"Uh, yeah . . . ." He reached out blindly, and Dean's hand, warm, too warm, Sam thought in a hazy, offhand way, immediately curled around his. "Dean? You're all right?" He had to ask again. The fear was so strong and wouldn't go away, and shit, the pain was building to another roaring crescendo, and why was there so much blood and twisted metal and where was Dean?
"Sammy?" There was another note in Dean's voice, higher and sharper. "What is it, Sam? Come on, stay with me here."
"You stay," Sam whispered, opening his eyes a slit and pleading silently, almost crushing Dean's hand in his own.
"Okay, okay, I'm right here." Dean eased back down on the edge of the bed, still hanging onto Sam's hand. "Go back to sleep, all right? I'll stay here."
"Okay," Sam said, doing his best to banish dream, vision, whatever the hell it had been, from his mind, and just keep Dean where he was, so Sam knew where he was . . . . He moved over, making room, and tugged Dean's hand. "You sleep, too," he slurred, eyes refusing to stay open any longer. "You look like crap."
A soft snort of laughter answered him. But he felt Dean lie down and stretch out with a quiet sigh that was almost a wince, and then Sam finally let go of Dean's hand, fading off, knowing with an eight-year-old's certainty that whatever might be out there in the dark would not get past his brother. It wouldn't dare.
He really should get out of the sun. Not that he didn't mind lazing on the beach, beer in hand, watching the girls go by, but it was getting warm, and the sand wasn't quite as comfortable for sleeping as he'd first thought.
And it was getting hotter. A thin line of sweat burned its way down his temple, cheek, then another, blurring into his eyes, dripping off his chin. His arm was on fire. From shoulder to fingertips. It throbbed, and ached, and his skin felt too tight. On fire . . . .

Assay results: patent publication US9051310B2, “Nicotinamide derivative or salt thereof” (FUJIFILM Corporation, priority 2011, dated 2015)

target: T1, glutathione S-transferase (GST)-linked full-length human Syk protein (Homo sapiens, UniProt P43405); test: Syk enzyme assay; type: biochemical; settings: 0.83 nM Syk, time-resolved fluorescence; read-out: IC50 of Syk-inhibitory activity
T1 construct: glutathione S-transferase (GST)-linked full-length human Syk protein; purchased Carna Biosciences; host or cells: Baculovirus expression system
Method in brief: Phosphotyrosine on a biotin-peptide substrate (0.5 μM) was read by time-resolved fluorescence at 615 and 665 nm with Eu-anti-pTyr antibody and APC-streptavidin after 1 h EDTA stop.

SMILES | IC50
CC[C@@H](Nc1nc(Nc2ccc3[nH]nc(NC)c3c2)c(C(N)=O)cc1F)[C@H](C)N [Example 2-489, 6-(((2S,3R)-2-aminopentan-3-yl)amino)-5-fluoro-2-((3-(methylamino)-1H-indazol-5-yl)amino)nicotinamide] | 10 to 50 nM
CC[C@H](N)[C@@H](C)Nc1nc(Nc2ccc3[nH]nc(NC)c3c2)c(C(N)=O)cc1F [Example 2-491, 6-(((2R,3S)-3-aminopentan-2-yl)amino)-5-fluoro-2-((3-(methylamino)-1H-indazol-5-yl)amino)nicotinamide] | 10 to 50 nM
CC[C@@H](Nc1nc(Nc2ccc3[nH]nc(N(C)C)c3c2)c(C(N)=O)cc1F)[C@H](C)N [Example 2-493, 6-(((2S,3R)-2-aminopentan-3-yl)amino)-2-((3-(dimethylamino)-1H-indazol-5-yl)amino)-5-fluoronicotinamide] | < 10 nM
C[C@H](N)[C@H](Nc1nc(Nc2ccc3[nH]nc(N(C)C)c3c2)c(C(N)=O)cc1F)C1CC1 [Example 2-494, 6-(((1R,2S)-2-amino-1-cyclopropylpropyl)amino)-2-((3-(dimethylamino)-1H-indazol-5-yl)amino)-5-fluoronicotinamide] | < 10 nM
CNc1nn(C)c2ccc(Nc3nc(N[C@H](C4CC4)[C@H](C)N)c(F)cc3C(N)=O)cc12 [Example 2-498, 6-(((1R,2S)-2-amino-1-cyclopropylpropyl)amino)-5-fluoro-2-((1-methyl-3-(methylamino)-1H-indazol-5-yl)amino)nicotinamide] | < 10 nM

Fire. And the flash of silver as the blade descended. He twisted, not quick enough. Considering it was dead and decaying, the creature sure moved damn fast. The knife sliced across his arm, opening a deep, wide gash, the hot, flaring pain acknowledged but then ignored; the same for the warm flow of blood already soaking his sleeve.
As the grinning revenant raised the knife for another blow, Dean dodged away, brought up the shotgun, and fired into the thing's chest. It staggered back, snarling in rage, and then Sam was there, with salt and fire and shouted words of power to bind it and seal it and turn it into ashes and dust. Dean stood back, chest heaving, and watched the thing die. Again.
The revenant's final maddened screams faded into the dark, and the cemetery fell quiet once again. The only sound was that of the wind in the trees, and the dust eddied away into the night on that slightest of breezes. Still breathing hard, Dean crashed to his knees, shotgun slipping from numb fingers as the painclamored loudly for attention.
"Hey, Dean," Sam said, dropping down beside him, sucking in a deep breath as well. "You okay?"
"Dean?" The voice echoed in his head, in the dream. "Dean, hey. You awake?"
A light brush of a hand across his forehead then, the hand settling for a moment, and a quietly muttered "Shit," followed by a few more muttered words, of which Dean caught "hospital" and "infection."